Guwahati: The elusive spotted linsang has been captured on camera for the first time at Murlen National Park in Mizoram.
The spotted linsang (Prionodon pardicolor) is an elusive and infrequently recorded small carnivore believed to be distributed widely throughout southern-southeastern Asia. This is the first confirmation of this species from Murlen National Park, which is a protected area with tracts of subtropical evergreen forest and less than 30 km from the western Myanmar border.
“These records are also the first to confirm the occurrence of the species in the southern portion of northeastern India. Although we could distinguish several individuals despite low camera-trap sampling effort, this population may be threatened by opportunistic and intentional hunting using projectiles and snares meant to kill small game for wildmeat,” Amit Kumar Bal, who is doing his PhD at Mizoram University, told EastMojo.
“It is mostly nocturnal and arboreal and very difficult to get it on the camera,” he said.
The study was published in the current edition of the Journal of Threatened Taxa.
The spotted linsang (Prionodon pardicolor) is a small, nocturnal carnivoran native to southeastern Asia and parts of eastern southern Asia. Based on what little is known of this elusive species, linsangs are solitary and partially arboreal. However, very little is known about their behaviour.
Previously classified as part of the Viverridae, linsangs are now classified in their own family, the Prionodontidae, which is considered a sister taxonomic group to the Felidae.
Spotted linsangs inhibit dense moist tropical forests, particularly lowland dipterocarp forests and some grasslands, throughout southeastern Asia. Although information are lacking on their distribution ranges, they are known to occur in eastern Nepal, northeastern India, Bhutan, northern and central Myanmar, northern and central Thailand, Lao PDR, Cambodia, most of Vietnam, and central to southern China.
Murlen National Park (MNP) is located in the Champhai district of Mizoram and is part of the Indo-Burman Biodiversity Hotspot. This protected area covers 100 sq km and the recorded peak elevation is 1,929 m within the park.
The predominant forest types occurring in the park are tropical and subtropical mixed evergreen forests, which are distributed across undulating hills and mountainous terrain. Several ongoing human activities, such as logging, encroachment of livestock inside the park, widespread Jhum cultivation, and illegal hunting using firearms, snares, and other projectiles, have severely threatened the wildlife diversity of MNP.
The exploratory survey was done between November 2019 and May 2022. Camera traps were enabled to take three photos in rapid succession every time the motion sensor was triggered. Each camera trap was installed for 40 days with a trap night of 400 days. Individuals of certain carnivores, including spotted linsangs, were identified from their unique pelage markings and patterns in photographs.
Six images of spotted linsangs were got from six camera-trap stations over 400 trap nights in and around MNP. The first individual was captured on February 20, 2020, at an elevation of 1,563 m, and the last was photographed on March 26, 2022, at an elevation of 1,800 m.
“These are the first-ever confirmed photographic records of this species from Mizoram, validating a previously suspected range extension further south into northeastern India and the Myanmar border,” the study says.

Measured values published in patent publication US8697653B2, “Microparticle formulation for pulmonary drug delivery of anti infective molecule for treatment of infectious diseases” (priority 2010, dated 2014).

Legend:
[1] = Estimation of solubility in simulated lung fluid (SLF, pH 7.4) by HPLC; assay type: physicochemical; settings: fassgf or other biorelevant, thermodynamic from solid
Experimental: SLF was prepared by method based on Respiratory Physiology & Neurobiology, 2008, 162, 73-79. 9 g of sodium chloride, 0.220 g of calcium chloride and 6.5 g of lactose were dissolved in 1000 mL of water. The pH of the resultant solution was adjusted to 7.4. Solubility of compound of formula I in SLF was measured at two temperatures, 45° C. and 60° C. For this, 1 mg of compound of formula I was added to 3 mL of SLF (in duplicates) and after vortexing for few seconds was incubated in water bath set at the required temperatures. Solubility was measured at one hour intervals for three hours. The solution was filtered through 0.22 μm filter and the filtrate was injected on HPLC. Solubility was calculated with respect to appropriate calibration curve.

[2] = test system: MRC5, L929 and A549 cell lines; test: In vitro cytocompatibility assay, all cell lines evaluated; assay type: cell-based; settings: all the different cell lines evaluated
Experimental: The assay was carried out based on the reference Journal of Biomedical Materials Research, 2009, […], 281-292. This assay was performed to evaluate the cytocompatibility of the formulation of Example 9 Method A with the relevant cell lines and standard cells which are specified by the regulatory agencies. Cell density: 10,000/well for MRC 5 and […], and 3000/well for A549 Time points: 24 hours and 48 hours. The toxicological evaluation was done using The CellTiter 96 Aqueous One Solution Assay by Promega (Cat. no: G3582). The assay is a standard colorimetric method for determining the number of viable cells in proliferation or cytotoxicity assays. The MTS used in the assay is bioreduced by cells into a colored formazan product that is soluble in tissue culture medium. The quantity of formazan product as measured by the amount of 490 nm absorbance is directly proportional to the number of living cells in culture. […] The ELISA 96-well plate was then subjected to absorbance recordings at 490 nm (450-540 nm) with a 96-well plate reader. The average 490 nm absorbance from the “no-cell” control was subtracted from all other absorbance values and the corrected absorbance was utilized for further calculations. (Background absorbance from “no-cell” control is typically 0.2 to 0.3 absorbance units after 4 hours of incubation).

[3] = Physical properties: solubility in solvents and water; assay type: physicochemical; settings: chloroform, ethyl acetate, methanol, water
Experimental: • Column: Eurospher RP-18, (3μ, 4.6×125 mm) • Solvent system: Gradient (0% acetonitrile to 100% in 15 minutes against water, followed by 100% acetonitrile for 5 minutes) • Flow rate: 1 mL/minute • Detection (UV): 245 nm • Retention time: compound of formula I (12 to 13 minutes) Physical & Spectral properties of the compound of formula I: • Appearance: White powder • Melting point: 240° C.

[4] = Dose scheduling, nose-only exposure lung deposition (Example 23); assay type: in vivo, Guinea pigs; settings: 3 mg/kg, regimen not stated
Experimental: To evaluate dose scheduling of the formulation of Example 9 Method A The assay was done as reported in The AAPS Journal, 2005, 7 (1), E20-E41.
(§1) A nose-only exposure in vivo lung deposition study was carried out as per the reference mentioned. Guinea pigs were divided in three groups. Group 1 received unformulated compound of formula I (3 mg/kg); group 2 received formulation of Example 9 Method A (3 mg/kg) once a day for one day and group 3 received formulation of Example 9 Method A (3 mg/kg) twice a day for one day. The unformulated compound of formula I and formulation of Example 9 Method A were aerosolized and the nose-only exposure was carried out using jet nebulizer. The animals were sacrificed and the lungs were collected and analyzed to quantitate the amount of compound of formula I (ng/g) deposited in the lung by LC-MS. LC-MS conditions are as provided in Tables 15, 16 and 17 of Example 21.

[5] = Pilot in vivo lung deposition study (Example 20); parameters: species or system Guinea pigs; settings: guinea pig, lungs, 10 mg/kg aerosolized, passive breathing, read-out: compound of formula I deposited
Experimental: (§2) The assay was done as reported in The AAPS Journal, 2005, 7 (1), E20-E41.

In India, the species has been recorded in Assam, Mizoram, Manipur, Nagaland, Sikkim, Arunachal Pradesh, and Meghalaya. Despite its rarity in northeastern India and the infrequency with which it is generally detected range-wide, the spotted linsang is listed as ‘Least Concern’ on the IUCN Red List of Threatened Species. However, it is considered a CITES Appendix I species and a Schedule I species by the Indian Wildlife (Protection) Act (1972).
“Recently, there have been no direct efforts to research spotted linsangs in northeastern India, as only some opportunistic records exist. This report is part of a larger study to assess the diversity of and threats to small carnivores, with particular reference to felids and their relatives, in eastern Mizoram, a biodiversity hotspot of the Indo-Burma region,” he said.
“Possibly due to their arboreal, nocturnal nature and ambush predatory tactics, there are only a handful of camera-trap records of spotted linsangs across their range. Despite their ‘Least Concern’ status, this may be cause for concern, as habitat loss and degradation, hunting, and trade all remain important threats to the species. Although the risk of linsangs being killed by hunters or poachers may be lower relative to other more terrestrial, diurnal, and gregarious mammals, the observation we report here still suggests they are vulnerable to local opportunistic hunters,” Bal said.
Amit Kumar Bal, who had stayed at Murlen for the past couple of years for the study, said he has created awareness among the local tribal community. “I have told them it is very rare,” he said.
In the Lower Subansiri district of western Arunachal Pradesh, indiscriminate noose-traps (i.e., snares) kill spotted linsangs, and scientists suggested they are also killed for ornamental purposes (i.e., their skins & pelts for display), and in retribution for killing poultry.
“These threats suggest that diverse threats from opportunistic hunting still persist in some parts of the linsang range. To better understand the ecology and potential threats of this little-known species, more additional range-wide surveys and local studies, specifically targeting linsangs and their behaviour highlighting its proper global conservation context, are required,” he said.
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